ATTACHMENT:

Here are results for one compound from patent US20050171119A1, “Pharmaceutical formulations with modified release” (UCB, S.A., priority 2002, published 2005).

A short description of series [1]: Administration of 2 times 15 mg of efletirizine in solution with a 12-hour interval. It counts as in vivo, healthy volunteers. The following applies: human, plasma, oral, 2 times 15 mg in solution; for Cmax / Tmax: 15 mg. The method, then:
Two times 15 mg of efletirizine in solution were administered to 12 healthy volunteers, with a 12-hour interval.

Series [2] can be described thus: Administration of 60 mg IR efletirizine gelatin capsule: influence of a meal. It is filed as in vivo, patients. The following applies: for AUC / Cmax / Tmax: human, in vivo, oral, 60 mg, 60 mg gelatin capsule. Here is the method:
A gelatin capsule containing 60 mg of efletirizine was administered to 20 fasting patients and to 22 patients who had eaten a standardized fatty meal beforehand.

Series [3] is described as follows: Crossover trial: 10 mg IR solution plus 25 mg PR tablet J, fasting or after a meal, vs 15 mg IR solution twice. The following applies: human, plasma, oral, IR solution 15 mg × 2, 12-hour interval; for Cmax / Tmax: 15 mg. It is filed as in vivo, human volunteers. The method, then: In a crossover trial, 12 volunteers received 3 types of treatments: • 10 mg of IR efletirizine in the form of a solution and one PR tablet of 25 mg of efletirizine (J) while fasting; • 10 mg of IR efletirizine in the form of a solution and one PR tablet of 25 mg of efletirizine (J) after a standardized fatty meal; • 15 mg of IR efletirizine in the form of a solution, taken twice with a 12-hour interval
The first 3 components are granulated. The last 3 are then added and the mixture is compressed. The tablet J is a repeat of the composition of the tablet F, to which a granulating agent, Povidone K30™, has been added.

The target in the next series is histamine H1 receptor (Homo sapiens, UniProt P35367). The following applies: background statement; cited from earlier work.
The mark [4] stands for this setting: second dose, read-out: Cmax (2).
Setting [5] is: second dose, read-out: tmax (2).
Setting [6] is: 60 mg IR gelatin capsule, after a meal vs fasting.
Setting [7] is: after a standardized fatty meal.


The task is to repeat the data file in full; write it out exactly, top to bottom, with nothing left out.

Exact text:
Here are results for one compound from patent US20050171119A1, “Pharmaceutical formulations with modified release” (UCB, S.A., priority 2002, published 2005).

A short description of series [1]: Administration of 2 times 15 mg of efletirizine in solution with a 12-hour interval. It counts as in vivo, healthy volunteers. The following applies: human, plasma, oral, 2 times 15 mg in solution; for Cmax / Tmax: 15 mg. The method, then:
Two times 15 mg of efletirizine in solution were administered to 12 healthy volunteers, with a 12-hour interval.

Series [2] can be described thus: Administration of 60 mg IR efletirizine gelatin capsule: influence of a meal. It is filed as in vivo, patients. The following applies: for AUC / Cmax / Tmax: human, in vivo, oral, 60 mg, 60 mg gelatin capsule. Here is the method:
A gelatin capsule containing 60 mg of efletirizine was administered to 20 fasting patients and to 22 patients who had eaten a standardized fatty meal beforehand.

Series [3] is described as follows: Crossover trial: 10 mg IR solution plus 25 mg PR tablet J, fasting or after a meal, vs 15 mg IR solution twice. The following applies: human, plasma, oral, IR solution 15 mg × 2, 12-hour interval; for Cmax / Tmax: 15 mg. It is filed as in vivo, human volunteers. The method, then: In a crossover trial, 12 volunteers received 3 types of treatments: • 10 mg of IR efletirizine in the form of a solution and one PR tablet of 25 mg of efletirizine (J) while fasting; • 10 mg of IR efletirizine in the form of a solution and one PR tablet of 25 mg of efletirizine (J) after a standardized fatty meal; • 15 mg of IR efletirizine in the form of a solution, taken twice with a 12-hour interval
The first 3 components are granulated. The last 3 are then added and the mixture is compressed. The tablet J is a repeat of the composition of the tablet F, to which a granulating agent, Povidone K30™, has been added.

The target in the next series is histamine H1 receptor (Homo sapiens, UniProt P35367). The following applies: background statement; cited from earlier work.
The mark [4] stands for this setting: second dose, read-out: Cmax (2).
Setting [5] is: second dose, read-out: tmax (2).
Setting [6] is: 60 mg IR gelatin capsule, after a meal vs fasting.
Setting [7] is: after a standardized fatty meal.